Specificity in Rehabilitation of Word Production: A Meta-Analysis and a Case Study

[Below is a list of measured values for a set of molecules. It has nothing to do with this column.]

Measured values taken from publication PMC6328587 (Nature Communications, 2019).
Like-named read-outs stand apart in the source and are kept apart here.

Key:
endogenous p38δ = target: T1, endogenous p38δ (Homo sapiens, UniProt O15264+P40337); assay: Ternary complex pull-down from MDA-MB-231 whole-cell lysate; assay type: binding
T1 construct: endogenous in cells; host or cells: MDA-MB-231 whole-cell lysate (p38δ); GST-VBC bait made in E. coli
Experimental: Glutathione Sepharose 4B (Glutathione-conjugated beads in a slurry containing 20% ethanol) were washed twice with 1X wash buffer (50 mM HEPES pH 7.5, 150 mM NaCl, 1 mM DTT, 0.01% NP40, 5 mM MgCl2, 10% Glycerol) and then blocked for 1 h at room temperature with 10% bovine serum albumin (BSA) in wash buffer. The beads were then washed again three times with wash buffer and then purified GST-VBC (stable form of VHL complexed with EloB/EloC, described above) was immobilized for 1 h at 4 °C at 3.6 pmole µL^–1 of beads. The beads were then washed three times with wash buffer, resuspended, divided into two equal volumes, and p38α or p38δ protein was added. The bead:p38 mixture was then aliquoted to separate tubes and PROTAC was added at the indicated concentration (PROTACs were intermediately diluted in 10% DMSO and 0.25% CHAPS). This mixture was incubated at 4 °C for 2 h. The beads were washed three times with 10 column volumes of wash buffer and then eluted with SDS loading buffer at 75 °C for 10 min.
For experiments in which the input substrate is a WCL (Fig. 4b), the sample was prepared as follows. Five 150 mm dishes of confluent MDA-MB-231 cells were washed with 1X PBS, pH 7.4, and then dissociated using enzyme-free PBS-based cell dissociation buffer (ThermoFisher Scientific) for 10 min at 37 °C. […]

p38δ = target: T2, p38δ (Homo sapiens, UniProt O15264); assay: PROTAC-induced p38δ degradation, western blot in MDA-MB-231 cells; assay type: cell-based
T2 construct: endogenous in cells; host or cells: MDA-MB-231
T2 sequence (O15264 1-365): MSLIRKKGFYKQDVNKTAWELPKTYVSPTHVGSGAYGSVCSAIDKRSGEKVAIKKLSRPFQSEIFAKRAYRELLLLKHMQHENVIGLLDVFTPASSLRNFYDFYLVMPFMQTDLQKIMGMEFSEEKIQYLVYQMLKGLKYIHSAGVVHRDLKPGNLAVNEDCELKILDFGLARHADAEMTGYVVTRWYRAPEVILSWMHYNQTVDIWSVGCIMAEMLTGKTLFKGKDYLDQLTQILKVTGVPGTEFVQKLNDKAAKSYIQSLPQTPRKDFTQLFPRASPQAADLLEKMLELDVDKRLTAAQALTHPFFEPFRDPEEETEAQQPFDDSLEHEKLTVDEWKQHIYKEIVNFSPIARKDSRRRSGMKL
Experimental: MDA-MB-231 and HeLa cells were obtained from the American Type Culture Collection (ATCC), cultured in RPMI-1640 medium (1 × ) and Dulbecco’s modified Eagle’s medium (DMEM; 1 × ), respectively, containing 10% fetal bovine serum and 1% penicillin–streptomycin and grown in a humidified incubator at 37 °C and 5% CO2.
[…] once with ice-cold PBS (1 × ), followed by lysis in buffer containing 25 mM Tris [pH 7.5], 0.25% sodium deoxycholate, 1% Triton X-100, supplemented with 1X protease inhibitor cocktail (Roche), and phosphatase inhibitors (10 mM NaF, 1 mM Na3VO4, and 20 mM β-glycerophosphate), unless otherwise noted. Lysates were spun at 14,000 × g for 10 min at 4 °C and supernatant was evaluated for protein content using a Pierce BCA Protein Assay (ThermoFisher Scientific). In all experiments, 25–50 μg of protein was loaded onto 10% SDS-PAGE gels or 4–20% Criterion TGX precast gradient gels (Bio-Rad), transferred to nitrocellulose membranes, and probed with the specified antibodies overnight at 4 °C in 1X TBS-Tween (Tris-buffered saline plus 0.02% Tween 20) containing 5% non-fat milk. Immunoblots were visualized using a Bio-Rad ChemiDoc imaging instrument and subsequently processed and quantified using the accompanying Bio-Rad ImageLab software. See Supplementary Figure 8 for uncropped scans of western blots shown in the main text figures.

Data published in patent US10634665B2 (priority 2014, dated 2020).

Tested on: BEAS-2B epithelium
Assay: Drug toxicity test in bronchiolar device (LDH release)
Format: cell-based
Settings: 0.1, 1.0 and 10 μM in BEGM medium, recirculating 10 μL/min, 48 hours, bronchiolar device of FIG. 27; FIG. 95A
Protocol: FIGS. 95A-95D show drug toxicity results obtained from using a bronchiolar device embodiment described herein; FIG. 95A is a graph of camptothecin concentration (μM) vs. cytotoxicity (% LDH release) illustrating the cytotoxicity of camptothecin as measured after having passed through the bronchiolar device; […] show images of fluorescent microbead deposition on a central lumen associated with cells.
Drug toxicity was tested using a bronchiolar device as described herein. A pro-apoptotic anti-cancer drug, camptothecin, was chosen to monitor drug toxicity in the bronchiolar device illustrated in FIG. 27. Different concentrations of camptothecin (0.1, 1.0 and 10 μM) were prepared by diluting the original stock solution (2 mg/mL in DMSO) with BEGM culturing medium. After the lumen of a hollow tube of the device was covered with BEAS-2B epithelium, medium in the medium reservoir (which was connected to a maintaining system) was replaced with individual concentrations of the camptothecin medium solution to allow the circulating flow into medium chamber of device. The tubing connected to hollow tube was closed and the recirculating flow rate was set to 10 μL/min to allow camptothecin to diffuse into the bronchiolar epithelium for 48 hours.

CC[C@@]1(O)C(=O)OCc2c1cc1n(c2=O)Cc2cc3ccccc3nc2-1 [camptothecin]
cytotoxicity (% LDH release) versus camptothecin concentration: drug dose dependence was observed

Speech production impairment is a frequent deficit observed in aphasic patients and rehabilitation programs have been extensively developed. Nevertheless, there is still no agreement on the type of rehabilitation that yields the most successful outcomes. Here, we ran a detailed meta-analysis of 39 studies of word production rehabilitation involving 124 patients. We used a model-driven approach for analyzing each rehabilitation task by identifying which levels of our model each task tapped into. We found that (1) all rehabilitation tasks are not equally efficient and the most efficient ones involved the activation of the two levels of the word production system: the phonological output lexicon and the phonological output, and (2) the activation of the speech perception system as it occurs in many tasks used in rehabilitation is not successful in rehabilitating word production. In this meta-analysis, the effect of the activation of the phonological output lexicon and the phonological output cannot be assessed separately. We further conducted a rehabilitation study with DPI, a patient who suffers from a damage of the phonological output lexicon. Our results confirm that rehabilitation is more efficient, in terms of time and performance, when specifically addressing the impaired level of word production.